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Lately we hear more and more about Day of the Dead celebrations in the USA. Sugar skull makeup known in Mexico as “Catrina” has gained fame at costume parties. Mexico is known to laugh about and celebrate death, but do you actually know where this celebration comes from?
In reality, its origin is pre-Hispanic. During these periods they celebrated a day dedicated to the dead, which coincided with the original Spanish day known as “All Saints Day.” This is how many of the elements of this Mexican tradition became a combination of pre-Hispanic and Spanish culture.
The Mesoamerican cultures believe only that death is another form of life, another level. Here are four things you need to know about the Day of the Dead.
Candy Sugar Skulls: It was common for pre-Hispanics to keep skulls as trophies or as a symbol as the end of an era. Altars called tzompantli that had rows of skulls of sacrificed victims in honor of the gods and an image of the face of the lord of the underworld, Mictlantecuhtli, were common in the life of ancient Mexicans. When the Spanish arrived here in Mexico, these practices were against the Catholic religion, and so they were substituted with sugar skulls.
In the beginning sugar skulls were made with a sugar paste, a mix brought over by the Spanish. It was a caramel or sugar cane base that formed into a moldable paste.
Catrina: It was believed that this originated from the Day of the Dead, but it was actually from the time of the early 20th century, a form of mockery of elegant and wealthy ladies from that era that would walk along the Alameda, now the historic area of Mexico City.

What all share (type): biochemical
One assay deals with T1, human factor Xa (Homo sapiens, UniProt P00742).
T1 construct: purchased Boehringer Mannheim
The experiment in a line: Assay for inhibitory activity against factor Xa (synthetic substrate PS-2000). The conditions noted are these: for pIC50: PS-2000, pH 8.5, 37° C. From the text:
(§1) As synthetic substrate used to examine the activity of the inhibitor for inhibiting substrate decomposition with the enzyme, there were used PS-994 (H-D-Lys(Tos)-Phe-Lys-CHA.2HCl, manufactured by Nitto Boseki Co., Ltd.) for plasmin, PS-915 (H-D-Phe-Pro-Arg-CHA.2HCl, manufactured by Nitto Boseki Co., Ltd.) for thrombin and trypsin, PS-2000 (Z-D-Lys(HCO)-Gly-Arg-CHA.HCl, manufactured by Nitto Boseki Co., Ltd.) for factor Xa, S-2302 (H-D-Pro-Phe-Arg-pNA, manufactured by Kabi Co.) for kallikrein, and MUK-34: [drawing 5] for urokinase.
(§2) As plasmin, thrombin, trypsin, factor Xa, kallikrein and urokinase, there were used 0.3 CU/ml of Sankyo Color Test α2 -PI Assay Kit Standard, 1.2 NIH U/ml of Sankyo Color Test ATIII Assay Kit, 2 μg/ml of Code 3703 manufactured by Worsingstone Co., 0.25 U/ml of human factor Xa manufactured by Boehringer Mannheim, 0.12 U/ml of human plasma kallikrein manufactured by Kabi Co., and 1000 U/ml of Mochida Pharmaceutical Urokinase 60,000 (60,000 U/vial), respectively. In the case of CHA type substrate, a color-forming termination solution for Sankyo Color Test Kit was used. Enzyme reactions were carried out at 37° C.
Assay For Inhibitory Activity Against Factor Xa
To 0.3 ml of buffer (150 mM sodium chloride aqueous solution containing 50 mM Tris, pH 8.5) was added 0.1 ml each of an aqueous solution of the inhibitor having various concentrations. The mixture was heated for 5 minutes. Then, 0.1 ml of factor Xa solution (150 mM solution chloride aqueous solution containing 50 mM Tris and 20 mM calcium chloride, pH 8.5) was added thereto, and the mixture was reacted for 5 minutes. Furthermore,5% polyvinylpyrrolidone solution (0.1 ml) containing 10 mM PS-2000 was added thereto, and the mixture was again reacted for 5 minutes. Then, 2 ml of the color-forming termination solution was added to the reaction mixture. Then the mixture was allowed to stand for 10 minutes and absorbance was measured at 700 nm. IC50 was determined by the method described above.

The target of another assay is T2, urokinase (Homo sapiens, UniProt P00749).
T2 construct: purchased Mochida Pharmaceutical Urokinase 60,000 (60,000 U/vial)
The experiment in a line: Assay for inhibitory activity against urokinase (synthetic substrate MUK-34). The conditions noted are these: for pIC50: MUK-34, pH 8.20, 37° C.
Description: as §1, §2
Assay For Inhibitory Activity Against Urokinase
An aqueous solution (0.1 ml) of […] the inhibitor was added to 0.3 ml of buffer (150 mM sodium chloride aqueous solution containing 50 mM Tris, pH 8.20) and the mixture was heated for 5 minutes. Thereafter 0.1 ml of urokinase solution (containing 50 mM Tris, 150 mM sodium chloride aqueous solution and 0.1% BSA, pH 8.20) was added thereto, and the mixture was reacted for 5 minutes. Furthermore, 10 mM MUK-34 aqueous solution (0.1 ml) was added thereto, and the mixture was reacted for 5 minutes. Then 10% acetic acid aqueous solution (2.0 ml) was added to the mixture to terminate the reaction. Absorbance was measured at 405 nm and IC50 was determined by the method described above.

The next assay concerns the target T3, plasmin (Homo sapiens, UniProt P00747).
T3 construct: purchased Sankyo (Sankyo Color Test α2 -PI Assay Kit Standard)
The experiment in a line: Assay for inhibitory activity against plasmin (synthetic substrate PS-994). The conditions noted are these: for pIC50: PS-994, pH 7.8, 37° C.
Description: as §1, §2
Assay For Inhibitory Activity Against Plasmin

Candied Pumpkin Dessert: In Mexico, pumpkin has been one of the most important foods since pre-Hispanic times. With the arrival of the Spanish also came the use of sugar cane. The Spanish used a special bowl called a “tacho” to mix the sugar cane, and this same bowl is used to make the candied pumpkin dessert. This is why in Spanish this special dish is known as “Calabaza en Tacha”. Later, this sweet dessert became a typical and emblematic symbol of the Day of the Dead.
Dead Bread: This custom actually dates back to before pre-hispanic times and since that time Mexico has celebrated the day in which souls have come back to visit the living. The bread was made with ground and toasted amaranth and covered in blood, yes, blood was common at that time. The blood that was used was from the sacrificed victims. When the Spanish arrived, this type of bread changed and red wheat flour and sugar were introduced in place of the blood. The ball in the center of the bread represents a skull and the four strands on each side represent the four cardinal directions of the universe: north, south, east and west.
Written by Lizzy Santoyo, translated by Kelly Fitzgerald.